I read an article on The Verge this morning which sparked my interest.
The student in the article was undertaking an online test, and it wasn’t multiple choice, but short form answers to questions.
…he’d received his grade less than a second after submitting his answers. A teacher couldn’t have read his response in that time, Simmons knew — her son was being graded by an algorithm.
What the parent found was that by using a mix of keywords, or “word salad”, the system would mark the answer as correct. So the student could “cheat” the system!
The article itself was stemmed from a Twitter thread.
Algorithm update. He cracked it: Two full sentences, followed by a word salad of all possibly applicable keywords. 100% on every assignment. Students on @EdgenuityInc, there's your ticket. He went from an F to an A+ without learning a thing.
— Dana Simmons (@DanaJSimmons) September 2, 2020
I posted the link to the article to the Twitter (as I often do with links) and it generated quite a response. Didn’t go viral or cause a Twitterstorm, but the article got people thinking about the nature of assessment and marking, with the involvement of AI.
There was quite a bit of feedback that this wasn’t cheating, but actually providing an answer to the question that the AI would mark as correct.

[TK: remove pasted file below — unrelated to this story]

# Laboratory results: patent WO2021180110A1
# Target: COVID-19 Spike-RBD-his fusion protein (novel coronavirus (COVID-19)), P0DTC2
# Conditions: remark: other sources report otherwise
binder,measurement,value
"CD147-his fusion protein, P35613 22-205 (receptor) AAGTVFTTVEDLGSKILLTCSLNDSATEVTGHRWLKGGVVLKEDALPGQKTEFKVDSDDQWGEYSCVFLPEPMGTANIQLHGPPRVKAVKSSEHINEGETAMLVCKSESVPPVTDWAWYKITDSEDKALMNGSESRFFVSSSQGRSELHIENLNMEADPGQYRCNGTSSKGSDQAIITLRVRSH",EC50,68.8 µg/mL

I'd be tempted to see this as students learning how to successfully complete assignments. Good students learn what you're testing. If what you're testing is not what you really want them to learn, they won't learn what you want them to. This is a problem with human marking too. https://t.co/PZ6j7qB3YJ
— Doug Clow (@dougclow) September 3, 2020
Others felt that this wasn’t AI.
That's not even AI if it just looks for keywords.
How pathetic edtech turns out to be.
— Joelle Nebbe-Mornod (@iphigenie) September 3, 2020
I would agree, this was being called AI, but it was more of a system which matched keywords from answers given by students to a list provided by a teacher. The system wasn’t analysing what and how an answer was written, it was a text matching process.
A flawed approach to testing, which resulted in students been able to “game” the system to get 100%.
The lesson here is, for anyone looking at automated online assessment, is if there is a way in which the system can be manipulated, then it probably will be.